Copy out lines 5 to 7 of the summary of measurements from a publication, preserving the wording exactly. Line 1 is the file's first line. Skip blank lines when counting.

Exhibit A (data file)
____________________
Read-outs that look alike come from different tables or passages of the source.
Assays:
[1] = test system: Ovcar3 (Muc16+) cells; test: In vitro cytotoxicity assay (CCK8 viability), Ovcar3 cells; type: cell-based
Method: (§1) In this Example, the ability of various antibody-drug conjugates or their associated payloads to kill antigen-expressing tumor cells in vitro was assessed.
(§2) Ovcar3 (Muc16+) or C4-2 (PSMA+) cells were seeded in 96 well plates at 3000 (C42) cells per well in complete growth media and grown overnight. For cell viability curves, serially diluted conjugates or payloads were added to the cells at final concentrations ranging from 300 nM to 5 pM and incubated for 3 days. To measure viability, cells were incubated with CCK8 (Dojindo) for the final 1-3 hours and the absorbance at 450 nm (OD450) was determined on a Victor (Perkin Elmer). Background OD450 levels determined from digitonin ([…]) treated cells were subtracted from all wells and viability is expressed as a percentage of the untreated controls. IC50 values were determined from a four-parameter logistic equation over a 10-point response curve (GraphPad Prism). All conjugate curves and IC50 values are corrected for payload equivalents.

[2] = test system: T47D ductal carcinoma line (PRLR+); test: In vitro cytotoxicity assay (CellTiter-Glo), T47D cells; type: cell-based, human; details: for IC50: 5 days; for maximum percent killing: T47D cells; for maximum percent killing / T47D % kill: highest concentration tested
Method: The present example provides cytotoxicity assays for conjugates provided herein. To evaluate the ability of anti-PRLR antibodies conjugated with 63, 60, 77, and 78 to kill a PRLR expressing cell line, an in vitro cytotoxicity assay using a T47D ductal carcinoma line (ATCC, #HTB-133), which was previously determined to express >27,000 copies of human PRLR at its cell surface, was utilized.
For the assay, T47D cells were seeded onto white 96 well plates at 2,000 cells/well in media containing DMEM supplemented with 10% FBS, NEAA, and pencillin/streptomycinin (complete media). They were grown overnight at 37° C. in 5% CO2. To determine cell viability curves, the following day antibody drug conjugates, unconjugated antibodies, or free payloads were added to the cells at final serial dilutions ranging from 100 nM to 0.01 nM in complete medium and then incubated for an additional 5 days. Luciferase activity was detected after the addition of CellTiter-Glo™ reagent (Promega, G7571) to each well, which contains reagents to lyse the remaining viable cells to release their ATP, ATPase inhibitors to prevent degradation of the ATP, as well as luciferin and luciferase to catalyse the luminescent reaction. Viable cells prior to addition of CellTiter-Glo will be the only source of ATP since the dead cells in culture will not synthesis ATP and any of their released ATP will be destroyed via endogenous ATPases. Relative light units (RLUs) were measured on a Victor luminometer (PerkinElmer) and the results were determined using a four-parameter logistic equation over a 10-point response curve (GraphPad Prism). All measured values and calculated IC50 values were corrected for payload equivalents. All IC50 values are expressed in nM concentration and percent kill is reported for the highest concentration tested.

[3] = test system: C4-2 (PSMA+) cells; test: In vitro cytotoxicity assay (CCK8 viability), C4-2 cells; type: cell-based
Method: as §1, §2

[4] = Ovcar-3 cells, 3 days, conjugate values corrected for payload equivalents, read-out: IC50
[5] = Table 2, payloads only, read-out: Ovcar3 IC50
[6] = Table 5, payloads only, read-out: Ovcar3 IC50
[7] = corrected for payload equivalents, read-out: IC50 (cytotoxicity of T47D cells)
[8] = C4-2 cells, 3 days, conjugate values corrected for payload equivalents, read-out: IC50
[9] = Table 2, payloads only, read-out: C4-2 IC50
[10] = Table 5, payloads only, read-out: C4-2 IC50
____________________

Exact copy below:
(§2) Ovcar3 (Muc16+) or C4-2 (PSMA+) cells were seeded in 96 well plates at 3000 (C42) cells per well in complete growth media and grown overnight. For cell viability curves, serially diluted conjugates or payloads were added to the cells at final concentrations ranging from 300 nM to 5 pM and incubated for 3 days. To measure viability, cells were incubated with CCK8 (Dojindo) for the final 1-3 hours and the absorbance at 450 nm (OD450) was determined on a Victor (Perkin Elmer). Background OD450 levels determined from digitonin ([…]) treated cells were subtracted from all wells and viability is expressed as a percentage of the untreated controls. IC50 values were determined from a four-parameter logistic equation over a 10-point response curve (GraphPad Prism). All conjugate curves and IC50 values are corrected for payload equivalents.

[2] = test system: T47D ductal carcinoma line (PRLR+); test: In vitro cytotoxicity assay (CellTiter-Glo), T47D cells; type: cell-based, human; details: for IC50: 5 days; for maximum percent killing: T47D cells; for maximum percent killing / T47D % kill: highest concentration tested
Method: The present example provides cytotoxicity assays for conjugates provided herein. To evaluate the ability of anti-PRLR antibodies conjugated with 63, 60, 77, and 78 to kill a PRLR expressing cell line, an in vitro cytotoxicity assay using a T47D ductal carcinoma line (ATCC, #HTB-133), which was previously determined to express >27,000 copies of human PRLR at its cell surface, was utilized.